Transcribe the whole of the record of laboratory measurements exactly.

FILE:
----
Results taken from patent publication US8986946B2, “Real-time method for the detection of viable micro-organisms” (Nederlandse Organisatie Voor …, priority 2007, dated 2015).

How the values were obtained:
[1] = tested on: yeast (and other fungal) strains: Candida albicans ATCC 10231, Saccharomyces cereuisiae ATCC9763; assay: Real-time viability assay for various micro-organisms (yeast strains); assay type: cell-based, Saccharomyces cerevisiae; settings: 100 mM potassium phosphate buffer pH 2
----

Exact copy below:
Results taken from patent publication US8986946B2, “Real-time method for the detection of viable micro-organisms” (Nederlandse Organisatie Voor …, priority 2007, dated 2015).

How the values were obtained:
[1] = tested on: yeast (and other fungal) strains: Candida albicans ATCC 10231, Saccharomyces cereuisiae ATCC9763; assay: Real-time viability assay for various micro-organisms (yeast strains); assay type: cell-based, Saccharomyces cerevisiae; settings: 100 mM potassium phosphate buffer pH 2